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Investing in Quality Pre-K Concord, New Hampshire October 11, 2007 W. Steven Barnett, Ph.D. National Institute for Early Education Research www.nieer.org. Impacts of Quality Early Education. Increased Educational Success and Adult Productivity Achievement test scores

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Investing in Quality Pre-K

Concord, New Hampshire

October 11, 2007

W. Steven Barnett, Ph.D.

National Institute for Early Education Research

www.nieer.org

impacts of quality early education
Impacts of Quality Early Education

Increased Educational Success and Adult Productivity

  • Achievement test scores
  • Special education and grade repetition
  • High school graduation
  • Behavior problems, delinquency, and crime
  • Employment, earnings, and welfare dependency

Decreased Costs to Government

  • Schooling costs
  • Social services costs
  • Crime costs
  • Health care costs (teen pregnancy and smoking)

Barnett, W. S. (2002) Early childhood education. In A. Molnar (Ed.) School reform proposals: The research evidence (pp.1-26). Greenwich, CT: Information Age Publishing.

interesting new benefits
Interesting “New” Benefits
  • Reduced abuse and neglect
  • Less smoking
  • Less depression
  • Maternal earnings from employment
randomized trials
Randomized Trials
  • Long Term
    • Perry Preschool1, IDS2, Early Training Project3
    • Abecedarian4, Milwaukee5, CARE6
    • IHDP7 (not Disadvantaged), Houston PCDC8
    • Mauritius Preschool Study9
  • Short Term
    • National Early Head Start10
    • National Head Start11
    • Many smaller scale studies

*See slides at the end of the presentation for references.

quasi experimental studies follow up into school years
Quasi-Experimental Studies: Follow-up Into School Years
  • Chicago Child Parent Center Study (12th grade)12
  • Michigan School Readiness (4th grade)13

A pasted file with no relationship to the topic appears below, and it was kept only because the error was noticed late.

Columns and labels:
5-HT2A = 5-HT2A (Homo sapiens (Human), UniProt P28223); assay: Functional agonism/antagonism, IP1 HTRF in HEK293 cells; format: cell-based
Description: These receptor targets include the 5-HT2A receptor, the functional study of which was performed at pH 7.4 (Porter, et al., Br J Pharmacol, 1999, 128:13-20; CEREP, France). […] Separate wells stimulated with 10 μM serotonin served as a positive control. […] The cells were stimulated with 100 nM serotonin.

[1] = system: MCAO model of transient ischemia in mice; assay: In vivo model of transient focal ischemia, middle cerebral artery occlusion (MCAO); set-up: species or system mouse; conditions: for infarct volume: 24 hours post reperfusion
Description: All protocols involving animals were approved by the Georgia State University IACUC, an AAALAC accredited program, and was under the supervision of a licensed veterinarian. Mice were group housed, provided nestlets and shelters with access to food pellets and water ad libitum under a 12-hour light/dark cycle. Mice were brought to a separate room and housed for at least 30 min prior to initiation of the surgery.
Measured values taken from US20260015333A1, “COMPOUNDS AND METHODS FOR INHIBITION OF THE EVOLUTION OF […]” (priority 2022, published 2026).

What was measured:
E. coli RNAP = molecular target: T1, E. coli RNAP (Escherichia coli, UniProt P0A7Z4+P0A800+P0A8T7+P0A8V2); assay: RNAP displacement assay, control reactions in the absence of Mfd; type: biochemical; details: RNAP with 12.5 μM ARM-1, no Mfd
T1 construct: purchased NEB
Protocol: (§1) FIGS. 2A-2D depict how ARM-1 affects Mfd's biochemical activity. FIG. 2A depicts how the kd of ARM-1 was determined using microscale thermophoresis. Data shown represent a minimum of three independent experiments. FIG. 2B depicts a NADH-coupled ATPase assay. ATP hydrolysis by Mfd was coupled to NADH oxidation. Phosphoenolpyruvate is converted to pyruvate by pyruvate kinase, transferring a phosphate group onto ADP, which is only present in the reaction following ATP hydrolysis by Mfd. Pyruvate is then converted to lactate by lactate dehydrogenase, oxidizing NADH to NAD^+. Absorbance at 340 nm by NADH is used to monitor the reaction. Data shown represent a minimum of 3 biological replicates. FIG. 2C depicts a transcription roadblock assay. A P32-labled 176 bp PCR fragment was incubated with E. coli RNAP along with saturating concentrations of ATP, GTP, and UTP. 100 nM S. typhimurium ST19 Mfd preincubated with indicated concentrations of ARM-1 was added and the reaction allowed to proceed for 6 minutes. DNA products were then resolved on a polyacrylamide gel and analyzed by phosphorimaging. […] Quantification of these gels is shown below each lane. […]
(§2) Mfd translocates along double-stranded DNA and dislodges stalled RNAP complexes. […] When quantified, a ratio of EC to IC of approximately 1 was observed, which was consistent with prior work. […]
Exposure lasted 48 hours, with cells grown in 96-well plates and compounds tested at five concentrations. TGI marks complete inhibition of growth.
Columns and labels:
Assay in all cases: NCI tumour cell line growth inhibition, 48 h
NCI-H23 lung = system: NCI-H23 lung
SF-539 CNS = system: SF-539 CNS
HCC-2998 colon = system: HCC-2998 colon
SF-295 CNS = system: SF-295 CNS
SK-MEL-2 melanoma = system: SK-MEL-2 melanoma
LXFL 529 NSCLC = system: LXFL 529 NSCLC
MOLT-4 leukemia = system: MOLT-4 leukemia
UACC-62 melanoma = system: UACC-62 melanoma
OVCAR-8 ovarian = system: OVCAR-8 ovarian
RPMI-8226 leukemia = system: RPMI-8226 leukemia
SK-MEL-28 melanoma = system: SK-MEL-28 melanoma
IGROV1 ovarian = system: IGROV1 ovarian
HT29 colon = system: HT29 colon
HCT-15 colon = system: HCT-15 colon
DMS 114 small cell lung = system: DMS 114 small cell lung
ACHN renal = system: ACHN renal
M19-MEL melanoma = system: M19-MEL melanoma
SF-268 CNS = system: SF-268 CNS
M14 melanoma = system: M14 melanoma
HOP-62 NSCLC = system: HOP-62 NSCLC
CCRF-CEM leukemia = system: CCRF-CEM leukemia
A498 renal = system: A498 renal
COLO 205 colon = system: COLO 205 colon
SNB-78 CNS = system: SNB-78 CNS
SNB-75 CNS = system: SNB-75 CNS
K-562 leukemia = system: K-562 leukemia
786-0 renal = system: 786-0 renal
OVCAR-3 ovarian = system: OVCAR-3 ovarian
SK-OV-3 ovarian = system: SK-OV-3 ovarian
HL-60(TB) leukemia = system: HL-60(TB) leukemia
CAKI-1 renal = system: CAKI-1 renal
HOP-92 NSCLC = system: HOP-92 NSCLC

• South Carolina Pre-K (1st grade)14
  • New York Pre-K (3rd Grade)15
  • Ludwig & Miller Head Start (12th grade +)16
  • RAND National study of 4th grade NAEP17
  • Cost Quality and Outcomes (3rd grade)18
  • Vandell NICHD Early Care and Education19
  • Early Provision of Preschool Education (England)20

*See slides at the end of the presentation for references.

three benefit cost analyses with disadvantaged children
Three Benefit-Cost Analyses with Disadvantaged Children

Barnett, W. S., & Masse, L. N. (2007). Early childhood program design and economic returns: Comparative benefit-cost analysis of the Abecedarian program and policy implications, Economics of Education Review, 26, 113-125; Temple, J. A., & Reynolds, A. J. (2007). Benefits and costs of investments in preschool education: Evidence from the Child-Parent Centers and related programs. Economics of Education Review, 26(1), 126-144; Schweinhart, L. J., Montie, J., Xiang, Z., Barnett, W. S., Belfield, C. R., & Nores, M. (2005). Lifetime effects: The High/Scope Perry Preschool study through age 40 (Monographs of the High/Scope Educational Research Foundation, 14). Ypsilanti, MI: High/Scope Educational Research Foundation.

high scope perry preschool educational effects
High/Scope Perry Preschool: Educational Effects

Berrueta-Clement, J.R., Schweinhart, L.J., Barnett, W.S., Epstein, A.S., & Weikart, D.P. (1984). Changed lives: The effects of the Perry Preschool Program on youths through age 19. Ypsilanti, MI: High/Scope Press.

high scope perry preschool economic effects at age 27
High/Scope Perry Preschool: Economic Effects at Age 27

Barnett, W.S. (1996). Lives in the balance: Benefit-cost analysis of the Perry Preschool Program through age 27. Monographs of the High/Scope Educational Research Foundation. Ypsilanti, MI: High/Scope Press.

perry preschool economic effects at 40
Perry Preschool: Economic Effects at 40

Schweinhart, L. J., Montie, J., Xiang, Z., Barnett, W. S., Belfield, C. R., & Nores, M. (2005). Lifetime effects: The High/Scope Perry Preschool study through age 40 (Monographs of the High/Scope Educational Research Foundation, 14). Ypsilanti, MI: High/Scope Educational Research Foundation.

high scope perry preschool arrests per person by age 27
High/Scope Perry Preschool: Arrests per person by age 27

Barnett, W.S. (1996). Lives in the balance: Benefit-cost analysis of the Perry Preschool Program through age 27. Monographs of the High/Scope Educational Research Foundation. Ypsilanti, MI: High/Scope Press.

perry preschool crime effects at 40
Perry Preschool: Crime Effects at 40

Schweinhart, L. J., Montie, J., Xiang, Z., Barnett, W. S., Belfield, C. R., & Nores, M. (2005). Lifetime effects: The High/Scope Perry Preschool study through age 40 (Monographs of the High/Scope Educational Research Foundation, 14). Ypsilanti, MI: High/Scope Educational Research Foundation.

abecedarian academic benefits
Abecedarian : Academic Benefits

Barnett, W. S., & Masse, L. N. (2007). Early childhood program design and economic returns: Comparative benefit-cost analysis of the Abecedarian program and policy implications, Economics of Education Review, 26, 113-125; Campbell, F.A., Ramey, C.T., Pungello, E., Sparling, J., & Miller-Johnson, S. ( 2002). Early childhood education: Young adult outcomes from the Abecedarian Project. Applied Developmental Science, 6(1), 42-57.